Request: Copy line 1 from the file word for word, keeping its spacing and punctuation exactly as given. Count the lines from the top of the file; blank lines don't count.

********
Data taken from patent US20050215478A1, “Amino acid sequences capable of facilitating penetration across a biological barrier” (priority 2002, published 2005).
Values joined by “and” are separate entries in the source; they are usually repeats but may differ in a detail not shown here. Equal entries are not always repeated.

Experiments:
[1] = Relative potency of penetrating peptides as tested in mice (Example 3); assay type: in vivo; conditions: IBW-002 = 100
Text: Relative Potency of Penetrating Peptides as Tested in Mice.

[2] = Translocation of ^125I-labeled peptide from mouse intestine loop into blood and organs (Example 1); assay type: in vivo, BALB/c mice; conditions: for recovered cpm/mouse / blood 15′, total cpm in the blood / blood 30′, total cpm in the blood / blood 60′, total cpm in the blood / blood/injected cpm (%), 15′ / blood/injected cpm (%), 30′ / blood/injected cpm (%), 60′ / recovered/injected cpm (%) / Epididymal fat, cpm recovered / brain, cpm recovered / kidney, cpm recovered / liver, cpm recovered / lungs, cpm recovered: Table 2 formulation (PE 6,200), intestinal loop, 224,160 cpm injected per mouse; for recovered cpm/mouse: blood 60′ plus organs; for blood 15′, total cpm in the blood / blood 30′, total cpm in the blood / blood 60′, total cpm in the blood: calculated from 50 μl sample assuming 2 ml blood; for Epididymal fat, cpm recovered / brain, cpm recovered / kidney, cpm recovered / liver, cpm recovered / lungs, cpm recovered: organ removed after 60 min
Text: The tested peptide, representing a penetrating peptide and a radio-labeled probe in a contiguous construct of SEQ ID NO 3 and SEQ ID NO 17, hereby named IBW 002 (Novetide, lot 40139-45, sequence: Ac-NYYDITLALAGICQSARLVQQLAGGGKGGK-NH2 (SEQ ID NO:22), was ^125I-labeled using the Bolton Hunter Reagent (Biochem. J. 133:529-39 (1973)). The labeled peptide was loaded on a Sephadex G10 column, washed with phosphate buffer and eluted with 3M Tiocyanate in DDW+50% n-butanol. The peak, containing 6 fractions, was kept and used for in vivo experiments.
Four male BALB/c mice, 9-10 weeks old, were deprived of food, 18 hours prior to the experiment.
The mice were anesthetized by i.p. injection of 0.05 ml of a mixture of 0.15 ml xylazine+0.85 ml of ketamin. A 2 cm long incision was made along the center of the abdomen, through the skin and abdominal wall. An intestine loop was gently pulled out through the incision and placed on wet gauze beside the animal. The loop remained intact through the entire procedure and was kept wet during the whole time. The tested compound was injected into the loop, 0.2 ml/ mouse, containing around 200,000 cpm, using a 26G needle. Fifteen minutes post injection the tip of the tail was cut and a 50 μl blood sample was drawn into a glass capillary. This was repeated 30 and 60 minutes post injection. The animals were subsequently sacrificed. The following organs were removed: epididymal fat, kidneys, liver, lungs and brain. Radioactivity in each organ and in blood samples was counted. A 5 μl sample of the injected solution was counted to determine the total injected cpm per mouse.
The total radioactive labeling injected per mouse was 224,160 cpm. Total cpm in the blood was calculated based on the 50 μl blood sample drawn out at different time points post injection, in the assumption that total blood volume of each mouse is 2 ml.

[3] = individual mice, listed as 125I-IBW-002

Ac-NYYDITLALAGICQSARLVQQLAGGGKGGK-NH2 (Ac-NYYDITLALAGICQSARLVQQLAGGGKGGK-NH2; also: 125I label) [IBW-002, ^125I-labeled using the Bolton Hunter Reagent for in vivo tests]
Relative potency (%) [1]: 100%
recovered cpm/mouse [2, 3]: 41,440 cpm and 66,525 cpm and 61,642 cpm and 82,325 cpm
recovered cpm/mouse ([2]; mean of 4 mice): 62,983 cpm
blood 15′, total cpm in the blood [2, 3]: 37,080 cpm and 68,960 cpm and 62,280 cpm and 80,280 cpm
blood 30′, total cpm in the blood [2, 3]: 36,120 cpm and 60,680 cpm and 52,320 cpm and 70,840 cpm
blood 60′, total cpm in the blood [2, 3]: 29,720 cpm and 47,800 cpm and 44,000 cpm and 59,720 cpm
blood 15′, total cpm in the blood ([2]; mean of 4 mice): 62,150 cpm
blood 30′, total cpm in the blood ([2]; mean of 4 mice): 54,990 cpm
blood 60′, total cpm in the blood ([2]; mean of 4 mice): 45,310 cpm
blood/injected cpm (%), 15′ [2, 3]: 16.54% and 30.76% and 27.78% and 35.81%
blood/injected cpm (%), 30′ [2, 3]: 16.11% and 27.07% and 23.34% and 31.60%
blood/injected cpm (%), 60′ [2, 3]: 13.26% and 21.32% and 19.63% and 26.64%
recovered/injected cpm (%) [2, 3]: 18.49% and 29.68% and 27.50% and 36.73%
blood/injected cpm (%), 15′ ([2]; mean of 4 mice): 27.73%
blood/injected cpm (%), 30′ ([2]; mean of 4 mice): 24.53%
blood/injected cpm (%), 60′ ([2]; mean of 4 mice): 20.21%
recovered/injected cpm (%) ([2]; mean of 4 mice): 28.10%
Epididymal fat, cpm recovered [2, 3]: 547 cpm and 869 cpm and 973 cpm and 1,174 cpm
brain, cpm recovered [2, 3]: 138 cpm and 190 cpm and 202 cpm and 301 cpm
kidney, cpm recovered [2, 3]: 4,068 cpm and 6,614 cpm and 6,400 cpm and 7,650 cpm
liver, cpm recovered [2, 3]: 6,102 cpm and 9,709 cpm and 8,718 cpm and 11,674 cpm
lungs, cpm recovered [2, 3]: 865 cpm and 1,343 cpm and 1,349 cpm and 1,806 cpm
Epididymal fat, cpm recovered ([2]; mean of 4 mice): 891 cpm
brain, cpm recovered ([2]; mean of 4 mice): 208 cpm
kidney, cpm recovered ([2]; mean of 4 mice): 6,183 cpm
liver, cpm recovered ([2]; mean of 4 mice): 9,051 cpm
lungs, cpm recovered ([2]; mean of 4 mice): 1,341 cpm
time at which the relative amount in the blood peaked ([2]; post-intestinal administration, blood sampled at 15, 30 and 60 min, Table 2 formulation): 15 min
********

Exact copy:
Data taken from patent US20050215478A1, “Amino acid sequences capable of facilitating penetration across a biological barrier” (priority 2002, published 2005).